More than 70 China-based companies are doing business in the kingdom, including 62 construction firms employing close to 16,000 low-cost Chinese laborers, Sfakianakis says. A Saudi-Chinese consortium recently won the $1.8 billion civil works contract for the first phase of the $6 billion Haramain Railway project, a high-speed railway linking the holy cities of Mecca and Medina. The Al Rajhi consortium, which includes France-based Alstom and China Railway Engineering, will lay rail lines from Mecca to Medina, passing through Jeddah and King Abdul Aziz International Airport. The project will ease transportation problems faced by millions of pilgrims each year.
In the medium term China’s dependence on Saudi and GCC oil will continue to rise, according to Sfakianakis. “Gradually, China is also recognizing that the effects on Saudi Arabia of the global economic crisis are minimal,” he says. “The kingdom stands as the most unscathed member of the Group of 20 [major economies].”
Both China and Saudi Arabia have accumulated massive foreign reserves, mainly in US government debt, and both countries need to deal with the shifting economic balance of power from the United States and the West, Sfakianakis says. China and Saudi Arabia are naturally being drawn closer together, he says. For the moment, however, the roles of the US and China in the Middle East region are not mutually exclusive.
Investment opportunities are growing for local and international companies throughout the Arab world. Saudi Arabia is seeking to attract sufficient investment to achieve rapid and sustainable economic growth by granting foreign investment projects the same benefits and incentives available to locally owned projects, including the availability of land in new industrial cities at nominal charges.
The Saudi Arabian General Investment Authority (Sagia) signed six agreements on February 24 to develop the Prince Abdulaziz bin Mousaed Economic City in the northern province of Hail. The economic city, to be completed by 2025, will be a major industrial hub and logistics center, with an airport serving the northern part of the country. The $53 billion project is intended to create jobs and to help balance regional development. Al-Mal, the investment arm of Kuwait-based M.A. Kharafi Group, and Diyar Al-Kuwait Real Estate plan to build four residential and commercial towers in the new city.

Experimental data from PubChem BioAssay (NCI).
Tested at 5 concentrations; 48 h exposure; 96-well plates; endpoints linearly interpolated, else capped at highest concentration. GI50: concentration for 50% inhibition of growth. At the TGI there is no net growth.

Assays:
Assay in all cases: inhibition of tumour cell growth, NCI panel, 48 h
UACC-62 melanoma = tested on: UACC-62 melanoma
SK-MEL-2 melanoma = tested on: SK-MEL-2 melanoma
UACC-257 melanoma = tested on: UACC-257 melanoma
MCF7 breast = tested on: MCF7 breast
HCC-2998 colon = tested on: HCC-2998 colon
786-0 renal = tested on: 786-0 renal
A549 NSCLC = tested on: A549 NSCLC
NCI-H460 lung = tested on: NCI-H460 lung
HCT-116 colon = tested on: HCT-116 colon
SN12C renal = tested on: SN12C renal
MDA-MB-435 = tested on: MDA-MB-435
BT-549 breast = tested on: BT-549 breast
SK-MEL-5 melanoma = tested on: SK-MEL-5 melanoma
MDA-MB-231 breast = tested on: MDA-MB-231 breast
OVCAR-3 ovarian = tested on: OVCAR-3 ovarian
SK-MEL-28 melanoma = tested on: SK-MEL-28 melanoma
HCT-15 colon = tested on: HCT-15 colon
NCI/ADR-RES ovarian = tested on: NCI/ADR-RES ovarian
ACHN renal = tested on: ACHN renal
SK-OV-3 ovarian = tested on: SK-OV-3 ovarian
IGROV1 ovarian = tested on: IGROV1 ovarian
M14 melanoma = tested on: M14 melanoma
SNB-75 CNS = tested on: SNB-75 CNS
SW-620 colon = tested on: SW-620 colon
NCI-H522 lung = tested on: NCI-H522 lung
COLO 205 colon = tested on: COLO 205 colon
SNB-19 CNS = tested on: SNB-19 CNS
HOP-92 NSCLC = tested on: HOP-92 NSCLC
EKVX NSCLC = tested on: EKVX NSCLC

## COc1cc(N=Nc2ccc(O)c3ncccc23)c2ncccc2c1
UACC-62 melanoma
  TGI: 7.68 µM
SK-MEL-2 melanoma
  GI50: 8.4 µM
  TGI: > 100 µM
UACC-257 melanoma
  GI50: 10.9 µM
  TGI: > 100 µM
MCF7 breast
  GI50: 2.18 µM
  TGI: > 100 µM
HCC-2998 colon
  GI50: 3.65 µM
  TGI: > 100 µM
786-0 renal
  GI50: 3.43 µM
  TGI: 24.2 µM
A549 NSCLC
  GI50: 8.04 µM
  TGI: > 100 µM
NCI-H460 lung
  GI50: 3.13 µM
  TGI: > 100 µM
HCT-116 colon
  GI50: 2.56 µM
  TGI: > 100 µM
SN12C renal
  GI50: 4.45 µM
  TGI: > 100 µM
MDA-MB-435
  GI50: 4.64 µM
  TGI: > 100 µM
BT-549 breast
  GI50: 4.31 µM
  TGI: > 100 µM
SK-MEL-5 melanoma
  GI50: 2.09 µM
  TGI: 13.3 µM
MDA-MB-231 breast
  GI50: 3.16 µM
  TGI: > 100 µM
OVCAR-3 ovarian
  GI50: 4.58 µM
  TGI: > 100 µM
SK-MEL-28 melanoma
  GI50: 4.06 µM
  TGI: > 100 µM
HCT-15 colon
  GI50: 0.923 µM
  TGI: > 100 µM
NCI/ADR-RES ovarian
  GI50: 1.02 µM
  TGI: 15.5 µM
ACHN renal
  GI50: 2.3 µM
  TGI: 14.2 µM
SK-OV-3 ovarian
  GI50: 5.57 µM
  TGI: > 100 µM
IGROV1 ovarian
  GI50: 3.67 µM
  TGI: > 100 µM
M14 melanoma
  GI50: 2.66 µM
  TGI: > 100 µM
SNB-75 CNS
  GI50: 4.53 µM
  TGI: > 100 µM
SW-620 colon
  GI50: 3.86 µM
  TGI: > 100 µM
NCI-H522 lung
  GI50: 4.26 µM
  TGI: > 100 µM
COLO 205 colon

After signing the contracts, Amr al-Dabbagh, governor of Sagia, said, “The economic cities are a vital ingredient in the future of Saudi Arabia.” Sagia is developing six new cities, the largest of which is the King Abdullah Economic City, a $130 billion development at a site near Rabigh, 60 miles northwest of Jeddah. Emaar Economic City, a consortium set up by Dubai-based Emaar Properties and Saudi Aseer, will manage the project. Emaar Economic City raised $2 billion in an initial public offering in August 2008. The new city will have six components: a major seaport on the Red Sea, a central business district, an industrial zone, an educational district, resorts and residential communities. Some residential units have already been sold, although the city will not be completed for another 20 years. The first apartments and offices will be ready later this year.
Limitless, the real estate development arm of Dubai World, is building a $12 billion urban community on a site north of Riyadh that is a 15-minute drive from the airport. The development, known as Al Wasl, will include 55,000 new homes, as well as offices, hotels, mosques, shopping malls, schools and a hospital. Nearly 5 million people are living in Riyadh today, and the city’s population is increasing by 150,000 a year.